• maxwell collins

Coens Cook Up Another Classic

Despite their recent displacement by comic book movies, rom-coms and biographical dramas, I still have a soft spot for Westerns. Now, an anthology western, with six stories over the course of two hours? It’s definitely up my alley; I’m all for short-and-sweet stories, but I’m also willing to sit down for a couple hours if the movie’s good enough. Beyond that, I’ve always loved the imagery and ideology of Westerns… and the work of the Coen Brothers.


Photo Credit: Google Images

If you haven’t heard of them, the Coens are best-known for writing and directing Fargo, O' Brother Where Art Thou, and The Big Lebowski. Fargo is especially notable for inspiring a four-season ongoing television series. I actually got to watch O' Brother Where Art Thou, an adaptation of the classic Greek myth The Odyssey, during English my freshman year.


So, The Ballad of Buster Scruggs, a new Netflix release, makes sense as a movie review for multiple reasons. I can comment on the Netflix-theatre “war,” the film itself, the Coen Brothers’ directorial style, and old-fashioned film genres.


The Ballad of Buster Scruggs has, as said before, six different stories; as a result, it delves further into the actual day-to-day life of the Old West, much more than most shoot-em-up, horse-rustling Westerns.


Each of the six stories has its own aesthetic- setting, tone and theme. And with the stories ranging from about seven minutes to thirty, telling you even one story detail for each of them could ruin your enjoyment of the piece.


But I will talk about the range of settings- from plains to flat desert to spring-fed mountain valleys. While some parts display the natural beauty of the West, others have rather drab and depressing backdrops, all purposely-tailored to the meaning of the story in question.


The Coen Brothers have always offered an off-kilter view of American life, but this time they offer an eclectic view of the time of Manifest Destiny. The Coens are known for transposing inhuman cruelty against a backdrop of simple living in films like Fargo and No Country for Old Men. A further extension of this theme is the main plot of The Big Lebowski- a laid back every man being dragged into the world of organized crime. The Coens have a keen interest in the preservation of innocence, even in the face of such cruelty and hardship. As a matter of fact, O' Brother Where Art Thou, the aforementioned Greek myth adaptation, is odd among the Coen Brothers’ other popular films, for having an actual part of the story where the main characters legitimately lose hope. The abyss is a step in the Hero’s Journey, invented by the mythologist Joseph Campbell; it’s that exact part of the story where the hero loses motivation in the middle of their quest. The Coens are notable for having mostly-static heroes, who don’t experience much of a moral or ideological change, or a loss of hope (and therefore an at-least temporary loss of innocence), and are forced to face off with villains who are treated more as forces of nature than as actual people.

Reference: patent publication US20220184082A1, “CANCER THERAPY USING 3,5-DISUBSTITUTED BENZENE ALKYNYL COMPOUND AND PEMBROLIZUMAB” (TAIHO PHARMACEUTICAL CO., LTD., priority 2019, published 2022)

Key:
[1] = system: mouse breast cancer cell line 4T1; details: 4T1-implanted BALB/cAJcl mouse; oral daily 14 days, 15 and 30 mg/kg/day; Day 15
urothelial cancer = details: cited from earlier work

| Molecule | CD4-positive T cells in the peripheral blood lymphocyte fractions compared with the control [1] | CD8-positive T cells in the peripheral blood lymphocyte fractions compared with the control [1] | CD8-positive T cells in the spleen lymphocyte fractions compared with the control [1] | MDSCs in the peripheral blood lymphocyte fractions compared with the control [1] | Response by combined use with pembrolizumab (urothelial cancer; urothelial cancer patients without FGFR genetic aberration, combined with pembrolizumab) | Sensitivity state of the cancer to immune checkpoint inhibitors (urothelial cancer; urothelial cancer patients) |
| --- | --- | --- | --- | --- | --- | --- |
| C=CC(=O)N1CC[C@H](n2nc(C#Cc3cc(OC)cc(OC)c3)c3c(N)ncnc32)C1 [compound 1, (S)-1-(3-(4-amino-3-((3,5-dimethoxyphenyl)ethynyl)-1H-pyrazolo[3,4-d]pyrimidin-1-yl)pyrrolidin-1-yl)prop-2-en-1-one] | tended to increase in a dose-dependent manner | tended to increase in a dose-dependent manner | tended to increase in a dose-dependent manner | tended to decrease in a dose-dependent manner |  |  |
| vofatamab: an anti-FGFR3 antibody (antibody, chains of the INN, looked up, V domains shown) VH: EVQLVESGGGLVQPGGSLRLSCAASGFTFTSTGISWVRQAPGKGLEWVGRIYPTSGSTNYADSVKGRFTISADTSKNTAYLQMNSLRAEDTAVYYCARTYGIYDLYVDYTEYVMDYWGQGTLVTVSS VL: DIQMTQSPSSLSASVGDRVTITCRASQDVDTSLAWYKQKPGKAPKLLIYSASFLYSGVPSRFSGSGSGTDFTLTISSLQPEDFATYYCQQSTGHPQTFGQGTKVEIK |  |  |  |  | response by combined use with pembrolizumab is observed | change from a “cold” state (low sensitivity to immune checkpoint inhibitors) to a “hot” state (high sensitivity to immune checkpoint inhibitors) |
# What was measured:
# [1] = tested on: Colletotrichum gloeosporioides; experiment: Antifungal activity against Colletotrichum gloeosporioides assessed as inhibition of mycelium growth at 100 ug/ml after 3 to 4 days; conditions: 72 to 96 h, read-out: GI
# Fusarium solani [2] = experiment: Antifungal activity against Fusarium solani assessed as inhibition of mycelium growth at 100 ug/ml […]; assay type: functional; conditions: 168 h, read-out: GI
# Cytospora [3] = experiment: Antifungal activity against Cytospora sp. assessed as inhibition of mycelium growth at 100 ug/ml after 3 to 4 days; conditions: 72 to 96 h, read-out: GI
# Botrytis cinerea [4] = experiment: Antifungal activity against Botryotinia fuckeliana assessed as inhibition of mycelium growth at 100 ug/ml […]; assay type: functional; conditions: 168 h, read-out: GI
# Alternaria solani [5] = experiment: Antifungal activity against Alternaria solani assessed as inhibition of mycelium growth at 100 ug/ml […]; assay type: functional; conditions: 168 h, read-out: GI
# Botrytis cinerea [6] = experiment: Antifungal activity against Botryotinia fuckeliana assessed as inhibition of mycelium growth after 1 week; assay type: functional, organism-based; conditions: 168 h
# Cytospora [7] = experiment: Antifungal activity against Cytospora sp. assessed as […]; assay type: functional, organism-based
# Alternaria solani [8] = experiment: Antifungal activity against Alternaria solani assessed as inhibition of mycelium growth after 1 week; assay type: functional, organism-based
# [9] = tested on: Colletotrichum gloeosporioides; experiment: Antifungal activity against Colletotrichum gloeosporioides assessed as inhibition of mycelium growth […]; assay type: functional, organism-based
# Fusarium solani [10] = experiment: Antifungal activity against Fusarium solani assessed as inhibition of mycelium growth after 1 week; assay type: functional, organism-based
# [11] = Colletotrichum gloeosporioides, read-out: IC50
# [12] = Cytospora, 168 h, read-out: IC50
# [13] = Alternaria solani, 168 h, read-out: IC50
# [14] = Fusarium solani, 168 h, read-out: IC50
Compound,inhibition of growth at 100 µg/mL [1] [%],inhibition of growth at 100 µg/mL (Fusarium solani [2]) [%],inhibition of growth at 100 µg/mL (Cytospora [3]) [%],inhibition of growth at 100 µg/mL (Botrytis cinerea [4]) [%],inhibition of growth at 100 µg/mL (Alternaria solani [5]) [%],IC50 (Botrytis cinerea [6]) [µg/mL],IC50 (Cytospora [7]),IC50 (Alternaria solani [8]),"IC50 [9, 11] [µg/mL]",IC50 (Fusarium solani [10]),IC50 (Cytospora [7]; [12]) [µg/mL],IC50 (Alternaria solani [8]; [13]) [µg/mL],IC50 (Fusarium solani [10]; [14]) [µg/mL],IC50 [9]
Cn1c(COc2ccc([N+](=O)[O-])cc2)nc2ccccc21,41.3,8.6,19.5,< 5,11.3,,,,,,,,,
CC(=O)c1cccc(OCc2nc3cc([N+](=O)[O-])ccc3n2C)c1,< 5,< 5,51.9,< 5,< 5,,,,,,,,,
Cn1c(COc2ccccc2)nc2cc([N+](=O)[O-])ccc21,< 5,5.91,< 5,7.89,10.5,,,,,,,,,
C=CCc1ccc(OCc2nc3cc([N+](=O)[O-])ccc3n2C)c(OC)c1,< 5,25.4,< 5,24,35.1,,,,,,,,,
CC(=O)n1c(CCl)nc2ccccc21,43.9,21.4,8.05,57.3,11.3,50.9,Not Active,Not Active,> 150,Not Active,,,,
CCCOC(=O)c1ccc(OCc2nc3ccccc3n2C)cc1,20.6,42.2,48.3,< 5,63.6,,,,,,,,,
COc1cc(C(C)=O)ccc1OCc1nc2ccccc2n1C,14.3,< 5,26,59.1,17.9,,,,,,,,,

This movie is notable for having no true villains, perhaps because of the sketch-like nature of each part. As a result, the stories are much more introspective than the average Coen Brothers’ film; mortality, humanity and struggle are all laid out bare and given no easy solution or justice. A man murders another in cold blood, and he never gets his comeuppance in the end; his time in the police car, or as it would be in the Old West, his place on the noose within a few days’ time. Each part of the anthology seems darkly comedic in one way or another, but they each have their own cinematic value.


In my opinion, it’s easy to just sit through the whole movie and absorb each chapter’s message, and still easily find one that’ll be your favorite. I think that’s the meaning of an anthology, and this film also does everything a Coen Brothers’ movie or a historical movie should do: remind the viewers of the directors’ other works while finding a unique niche for itself, and providing a window into the ways of life of the past. The film isn’t a spectacular piece of filmmaking, but it does its job, and it definitely brought on some nice stars; James Franco, Liam Neeson, Tom Waits, and a few more obscure actors. I definitely recommend the film to anyone with a love for Westerns and stylized filmmaking, and a few hours to kill.


By:: Tyler Colborn

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